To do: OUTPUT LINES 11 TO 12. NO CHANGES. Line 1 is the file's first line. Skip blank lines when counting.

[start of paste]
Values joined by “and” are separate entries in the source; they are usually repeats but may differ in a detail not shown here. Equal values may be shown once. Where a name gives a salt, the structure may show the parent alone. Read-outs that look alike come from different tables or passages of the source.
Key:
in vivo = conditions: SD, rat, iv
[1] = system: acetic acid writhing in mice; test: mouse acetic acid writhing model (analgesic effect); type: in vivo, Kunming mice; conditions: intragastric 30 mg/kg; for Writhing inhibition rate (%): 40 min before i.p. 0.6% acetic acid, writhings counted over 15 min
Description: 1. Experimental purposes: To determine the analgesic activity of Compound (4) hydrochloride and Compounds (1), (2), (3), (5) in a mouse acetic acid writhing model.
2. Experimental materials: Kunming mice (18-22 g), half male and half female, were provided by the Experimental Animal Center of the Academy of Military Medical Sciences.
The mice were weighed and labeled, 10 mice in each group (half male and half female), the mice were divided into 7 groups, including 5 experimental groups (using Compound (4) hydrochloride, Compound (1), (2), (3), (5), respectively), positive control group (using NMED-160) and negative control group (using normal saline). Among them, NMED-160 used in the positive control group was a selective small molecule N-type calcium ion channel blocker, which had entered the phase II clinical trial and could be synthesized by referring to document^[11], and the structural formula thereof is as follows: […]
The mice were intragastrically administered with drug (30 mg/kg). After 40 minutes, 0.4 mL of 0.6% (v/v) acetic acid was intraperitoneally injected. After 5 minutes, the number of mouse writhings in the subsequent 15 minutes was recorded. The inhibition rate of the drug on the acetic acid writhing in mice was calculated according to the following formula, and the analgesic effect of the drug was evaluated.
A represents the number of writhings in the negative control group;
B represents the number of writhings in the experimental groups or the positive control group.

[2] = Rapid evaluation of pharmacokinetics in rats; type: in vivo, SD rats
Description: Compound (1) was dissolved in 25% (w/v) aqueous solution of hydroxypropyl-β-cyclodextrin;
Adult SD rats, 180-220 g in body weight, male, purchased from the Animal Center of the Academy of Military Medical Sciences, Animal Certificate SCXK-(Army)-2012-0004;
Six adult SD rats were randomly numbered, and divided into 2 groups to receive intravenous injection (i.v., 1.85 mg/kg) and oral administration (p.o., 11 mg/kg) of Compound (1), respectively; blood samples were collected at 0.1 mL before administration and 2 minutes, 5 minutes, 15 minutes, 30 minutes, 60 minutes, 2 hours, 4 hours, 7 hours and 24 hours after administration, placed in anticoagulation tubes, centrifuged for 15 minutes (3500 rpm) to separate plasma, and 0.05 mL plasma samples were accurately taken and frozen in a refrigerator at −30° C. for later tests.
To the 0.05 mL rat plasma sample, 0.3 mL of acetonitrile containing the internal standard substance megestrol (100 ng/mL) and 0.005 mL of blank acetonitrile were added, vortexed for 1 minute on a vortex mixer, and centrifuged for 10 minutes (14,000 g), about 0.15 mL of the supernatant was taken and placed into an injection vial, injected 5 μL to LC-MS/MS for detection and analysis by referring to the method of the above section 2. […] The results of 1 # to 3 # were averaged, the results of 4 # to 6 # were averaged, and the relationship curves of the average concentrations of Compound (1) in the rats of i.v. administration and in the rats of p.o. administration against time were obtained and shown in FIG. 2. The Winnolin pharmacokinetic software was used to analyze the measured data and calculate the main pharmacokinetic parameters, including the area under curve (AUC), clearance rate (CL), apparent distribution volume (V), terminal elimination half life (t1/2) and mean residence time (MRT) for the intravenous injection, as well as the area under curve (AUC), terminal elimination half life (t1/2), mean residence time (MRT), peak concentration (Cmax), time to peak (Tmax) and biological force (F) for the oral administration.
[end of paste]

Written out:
[2] = Rapid evaluation of pharmacokinetics in rats; type: in vivo, SD rats
Description: Compound (1) was dissolved in 25% (w/v) aqueous solution of hydroxypropyl-β-cyclodextrin;